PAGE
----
What we don't know — or at least what has remained mostly in the background until "Joan Miró: The Ladder of Escape" — is Miró the artist of unshakable political commitments. Landscape painting rose to prominence in the 19th century, carried along with the thriving emergence of nation-states in Europe and the Americas and providing robust images for a new consciousness of national identities. "The Farm" went one step further, rooting character in the humble daily workings of Miró's native Catalan soil.
A text at the show's entrance declares the artist's situation, reminding us that he was born at the cusp of a new and violent century and died almost at its end (1893 to 1983). In his life, he saw "two World Wars, the Spanish Civil War, and the rise and fall of Francisco Franco, the dictator who ruled Spain from 1939 to 1975." He saw much else, of course, not all of it nearly so grim. But, "through it all he remained deeply tied to Catalonia, the proudly independent region of Northeast Spain where he was born."
That deep-seated independence is the ruling impulse in Miró's art. People often get nervous when art and politics are mentioned in the same breath, but Miró seems to have understood that politics is merely the means by which we organize our social lives together. Art has a role in that — in ways obvious and not.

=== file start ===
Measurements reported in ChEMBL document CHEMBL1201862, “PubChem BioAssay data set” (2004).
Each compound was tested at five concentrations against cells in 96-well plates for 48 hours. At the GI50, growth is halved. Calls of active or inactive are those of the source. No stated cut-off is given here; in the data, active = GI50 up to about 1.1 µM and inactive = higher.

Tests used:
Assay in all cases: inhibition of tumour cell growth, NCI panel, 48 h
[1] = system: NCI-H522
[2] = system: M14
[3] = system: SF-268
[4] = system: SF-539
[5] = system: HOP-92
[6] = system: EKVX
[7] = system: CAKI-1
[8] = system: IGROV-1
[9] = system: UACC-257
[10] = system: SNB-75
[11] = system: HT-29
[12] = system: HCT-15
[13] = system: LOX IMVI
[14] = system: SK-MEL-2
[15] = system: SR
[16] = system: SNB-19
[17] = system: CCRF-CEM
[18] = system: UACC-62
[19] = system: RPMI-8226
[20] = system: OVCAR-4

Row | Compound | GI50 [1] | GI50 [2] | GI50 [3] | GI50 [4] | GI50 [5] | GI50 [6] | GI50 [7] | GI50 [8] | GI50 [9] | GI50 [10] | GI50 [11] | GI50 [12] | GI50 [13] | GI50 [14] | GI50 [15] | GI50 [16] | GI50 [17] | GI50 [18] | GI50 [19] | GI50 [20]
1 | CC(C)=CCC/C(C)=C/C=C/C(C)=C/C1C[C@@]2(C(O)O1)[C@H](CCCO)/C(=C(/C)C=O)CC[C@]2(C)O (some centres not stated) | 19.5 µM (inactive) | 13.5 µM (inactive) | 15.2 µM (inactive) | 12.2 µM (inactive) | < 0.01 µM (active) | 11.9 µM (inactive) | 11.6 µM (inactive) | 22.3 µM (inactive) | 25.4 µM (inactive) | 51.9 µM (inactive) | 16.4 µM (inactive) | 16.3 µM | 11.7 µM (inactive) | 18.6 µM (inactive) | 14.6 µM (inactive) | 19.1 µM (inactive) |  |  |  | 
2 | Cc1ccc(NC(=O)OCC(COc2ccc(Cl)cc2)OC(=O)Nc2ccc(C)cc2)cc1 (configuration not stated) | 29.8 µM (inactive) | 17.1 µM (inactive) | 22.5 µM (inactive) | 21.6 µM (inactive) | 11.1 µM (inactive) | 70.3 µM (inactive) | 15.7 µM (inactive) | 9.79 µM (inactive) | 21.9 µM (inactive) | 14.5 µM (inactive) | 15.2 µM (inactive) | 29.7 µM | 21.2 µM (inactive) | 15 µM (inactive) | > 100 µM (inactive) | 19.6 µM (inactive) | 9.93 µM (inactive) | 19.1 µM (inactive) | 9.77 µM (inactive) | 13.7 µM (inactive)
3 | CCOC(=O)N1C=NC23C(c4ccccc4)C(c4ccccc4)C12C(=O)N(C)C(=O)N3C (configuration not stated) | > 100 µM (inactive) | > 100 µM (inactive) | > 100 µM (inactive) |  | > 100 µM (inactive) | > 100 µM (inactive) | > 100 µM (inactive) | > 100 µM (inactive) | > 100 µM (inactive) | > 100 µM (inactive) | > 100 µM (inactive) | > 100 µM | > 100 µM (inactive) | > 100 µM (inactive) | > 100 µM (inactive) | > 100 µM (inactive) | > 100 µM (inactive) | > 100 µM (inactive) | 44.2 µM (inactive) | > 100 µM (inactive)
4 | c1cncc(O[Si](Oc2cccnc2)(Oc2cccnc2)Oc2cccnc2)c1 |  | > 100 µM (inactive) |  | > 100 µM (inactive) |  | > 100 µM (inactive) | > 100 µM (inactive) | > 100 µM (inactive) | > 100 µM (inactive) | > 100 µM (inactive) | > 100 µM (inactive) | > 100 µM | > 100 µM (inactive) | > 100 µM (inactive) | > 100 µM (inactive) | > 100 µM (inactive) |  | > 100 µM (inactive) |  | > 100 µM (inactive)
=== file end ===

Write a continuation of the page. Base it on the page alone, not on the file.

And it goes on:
The show includes some striking moments of pointed political intervention. The most blunt is a poster image — "Aidez L'Espagne (Help Spain)" — made in 1937 amid a tangled, bloody and divisive civil war. A silhouetted figure drawn with a map-like contour is dwarfed by an upraised arm topped by an enormous clenched fist.
Miró was not a propaganda artist. He never painted a work like "Guernica," Picasso's Cubo-expressionist blast of horror at the notorious 1937 Nazi bombing of a Basque town. That was made on commission that year for the high-profile International Exposition at the Paris World's Fair, where it would get maximum publicity — its black-and-white motifs suggesting newspaper clippings. (Miró contributed a two-story mural, destroyed at the exposition's conclusion, showing a Catalan farmer raising a sickle to fight fascism.)
But the beastly figures prominent in the lithographs of Miró's "Barcelona Series," which he began during World War II, are stark, black-and-white monsters that despite their menacing ferocity also seem poised to consume themselves.